By Brandon Moseley

State Rep. Andrew Sorrell (R-Muscle Shoals) is running for State Auditor in the 2022 election. On Monday, he took his campaign to Double Springs to speak to the Winston County Republican Party at the Winston County Courthouse.

Current State Auditor Jim Zeigler (R) is term-limited from running for reelection so this will be an open seat.

“I attended Muscle Shoals High School,” Sorrell said. “I graduated from the University of North Alabama. I started my first business at age 16, selling textbooks. I still have that business. At 28, I started my second business Gold, Guns, and Guitars.”

Sorrell said that this has been a great time to sell guns. First, there was the pandemic, then there were the riots, then the election and Joe Biden got elected.

“When Barack Obama got elected, I couldn’t take it anymore," Sorrell added. "So, I started volunteering for campaigns. When I saw in 2014 that incumbent State Rep. Marcel Black received less than 60% of the vote, I knew that that race was winnable. I tried to get my dad to run.”

When Sorrell’s father would not run for that office, he ran himself and raised $180,000.

“I managed to win the race with just 52% of the vote,” Sorrell said. “It was the narrowest margin of victory for any Republican. That was one of five pickups.”

Sorrell is sponsoring so-called "Constitutional Carry" legislation, which would allow Alabamians to carry their handguns with them concealed without getting a pistol permit from their local sheriff. Sorrell predicted that permitless carry will pass this year.

“I have 40 cosponsors, including the Speaker of the House,” Sorrell continued. “I don’t think government should sell you your rights back.”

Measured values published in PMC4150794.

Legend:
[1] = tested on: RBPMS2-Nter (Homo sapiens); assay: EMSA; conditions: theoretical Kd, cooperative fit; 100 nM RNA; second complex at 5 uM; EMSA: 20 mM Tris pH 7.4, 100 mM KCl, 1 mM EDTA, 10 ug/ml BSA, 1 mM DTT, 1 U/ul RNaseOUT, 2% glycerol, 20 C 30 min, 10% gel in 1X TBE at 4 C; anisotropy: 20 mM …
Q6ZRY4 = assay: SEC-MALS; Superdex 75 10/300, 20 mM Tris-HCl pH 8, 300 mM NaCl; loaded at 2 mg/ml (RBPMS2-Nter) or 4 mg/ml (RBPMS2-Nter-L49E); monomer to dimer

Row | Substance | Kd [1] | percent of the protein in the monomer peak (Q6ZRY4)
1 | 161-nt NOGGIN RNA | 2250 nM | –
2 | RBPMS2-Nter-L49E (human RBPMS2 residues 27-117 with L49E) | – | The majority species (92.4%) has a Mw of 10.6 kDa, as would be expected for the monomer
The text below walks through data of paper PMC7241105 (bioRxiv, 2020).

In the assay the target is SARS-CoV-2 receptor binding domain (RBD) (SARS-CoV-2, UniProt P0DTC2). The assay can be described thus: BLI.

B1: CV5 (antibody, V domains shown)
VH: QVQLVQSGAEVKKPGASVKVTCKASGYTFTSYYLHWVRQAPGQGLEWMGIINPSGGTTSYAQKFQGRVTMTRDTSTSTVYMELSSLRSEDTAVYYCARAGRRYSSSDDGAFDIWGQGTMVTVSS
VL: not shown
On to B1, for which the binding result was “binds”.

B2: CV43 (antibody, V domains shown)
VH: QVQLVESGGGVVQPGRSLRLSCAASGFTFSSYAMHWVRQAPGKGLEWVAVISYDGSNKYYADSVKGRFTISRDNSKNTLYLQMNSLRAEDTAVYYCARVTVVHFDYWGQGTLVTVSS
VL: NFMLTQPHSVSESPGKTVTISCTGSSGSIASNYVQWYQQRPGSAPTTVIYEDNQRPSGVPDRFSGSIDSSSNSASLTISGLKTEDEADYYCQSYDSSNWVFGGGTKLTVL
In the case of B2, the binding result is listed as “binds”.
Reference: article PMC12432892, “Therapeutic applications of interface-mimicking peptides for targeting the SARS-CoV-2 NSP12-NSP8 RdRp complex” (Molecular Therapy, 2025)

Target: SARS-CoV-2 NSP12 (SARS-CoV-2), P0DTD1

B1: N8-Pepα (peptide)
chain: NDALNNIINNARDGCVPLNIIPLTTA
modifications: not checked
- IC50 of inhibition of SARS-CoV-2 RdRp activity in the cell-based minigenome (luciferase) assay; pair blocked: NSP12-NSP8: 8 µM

“I was privileged to serve as the head of Alabama’s delegation to the 2020 Republican national convention,” Sorrell said.

Sorrell talked about his speaking engagement at the Trump rally in Cullman this summer.

“Over 40,000 people were at the Trump rally,” Sorrell said. “I am really, really disappointed with what Joe Biden has done as president. It has been worse than even I could have imagined.”

Sorrell said he wants to see the responsibility of audits come back to the State Auditor.

“The Auditor doesn’t do audits,” Sorrell added. “The Examiner of Public Accounts does. The head of this department makes more than the Auditor and the Governor combined. The examiner’s office has 265 employees. That entire department should be under the State Auditor.

“Alabama has a weak State Auditor, I don’t mean the person in the office, but the office itself. The Auditor is thought of as a weak position, but that is because the State Auditor does not have authority to do the audits."

Sorrell faces a crowded Republican primary field for State Auditor that includes: Pastor Stan Cooke, former State Sen. Rusty Glover, and Florence attorney Brent Woodall.

The Republican primary is on May 24, 2022.